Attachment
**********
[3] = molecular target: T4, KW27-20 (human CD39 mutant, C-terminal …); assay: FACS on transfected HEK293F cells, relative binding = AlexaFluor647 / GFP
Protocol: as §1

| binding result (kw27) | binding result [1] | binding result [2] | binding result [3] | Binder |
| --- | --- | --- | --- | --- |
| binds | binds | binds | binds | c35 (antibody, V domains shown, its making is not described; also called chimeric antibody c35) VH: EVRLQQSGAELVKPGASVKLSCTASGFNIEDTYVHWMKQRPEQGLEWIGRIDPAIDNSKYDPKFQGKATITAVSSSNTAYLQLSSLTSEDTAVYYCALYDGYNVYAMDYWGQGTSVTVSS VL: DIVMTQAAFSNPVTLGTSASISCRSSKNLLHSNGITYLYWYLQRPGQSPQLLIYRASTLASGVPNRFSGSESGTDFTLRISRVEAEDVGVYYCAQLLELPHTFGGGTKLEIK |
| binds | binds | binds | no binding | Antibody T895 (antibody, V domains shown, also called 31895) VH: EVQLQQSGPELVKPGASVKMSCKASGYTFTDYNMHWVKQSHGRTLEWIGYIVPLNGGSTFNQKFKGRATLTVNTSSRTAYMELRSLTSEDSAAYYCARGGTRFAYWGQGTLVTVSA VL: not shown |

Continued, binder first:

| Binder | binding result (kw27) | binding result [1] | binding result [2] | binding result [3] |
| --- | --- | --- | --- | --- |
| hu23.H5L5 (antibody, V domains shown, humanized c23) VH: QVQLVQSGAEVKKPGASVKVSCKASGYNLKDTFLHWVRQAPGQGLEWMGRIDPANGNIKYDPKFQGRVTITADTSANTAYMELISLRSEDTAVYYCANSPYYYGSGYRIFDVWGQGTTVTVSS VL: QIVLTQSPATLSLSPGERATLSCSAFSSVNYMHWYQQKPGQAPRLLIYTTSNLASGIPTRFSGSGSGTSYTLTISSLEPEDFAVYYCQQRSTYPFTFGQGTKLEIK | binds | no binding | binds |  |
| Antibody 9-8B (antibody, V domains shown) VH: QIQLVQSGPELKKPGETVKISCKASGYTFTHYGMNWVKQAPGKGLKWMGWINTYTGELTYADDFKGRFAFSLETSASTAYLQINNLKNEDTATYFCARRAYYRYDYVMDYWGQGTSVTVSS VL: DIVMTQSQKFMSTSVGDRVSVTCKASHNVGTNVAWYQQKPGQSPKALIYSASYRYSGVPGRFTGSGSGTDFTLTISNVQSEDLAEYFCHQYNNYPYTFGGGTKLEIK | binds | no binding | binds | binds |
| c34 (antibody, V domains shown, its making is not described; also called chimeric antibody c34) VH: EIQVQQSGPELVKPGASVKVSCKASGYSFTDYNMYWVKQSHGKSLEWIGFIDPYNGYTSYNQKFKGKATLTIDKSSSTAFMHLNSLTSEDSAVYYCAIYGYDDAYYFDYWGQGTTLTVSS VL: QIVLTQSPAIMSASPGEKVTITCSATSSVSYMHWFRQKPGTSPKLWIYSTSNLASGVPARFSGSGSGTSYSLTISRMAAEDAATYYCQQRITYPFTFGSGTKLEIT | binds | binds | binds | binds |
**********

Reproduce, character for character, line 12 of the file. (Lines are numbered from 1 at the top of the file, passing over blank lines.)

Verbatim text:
| c34 (antibody, V domains shown, its making is not described; also called chimeric antibody c34) VH: EIQVQQSGPELVKPGASVKVSCKASGYSFTDYNMYWVKQSHGKSLEWIGFIDPYNGYTSYNQKFKGKATLTIDKSSSTAFMHLNSLTSEDSAVYYCAIYGYDDAYYFDYWGQGTTLTVSS VL: QIVLTQSPAIMSASPGEKVTITCSATSSVSYMHWFRQKPGTSPKLWIYSTSNLASGVPARFSGSGSGTSYSLTISRMAAEDAATYYCQQRITYPFTFGSGTKLEIT | binds | binds | binds | binds |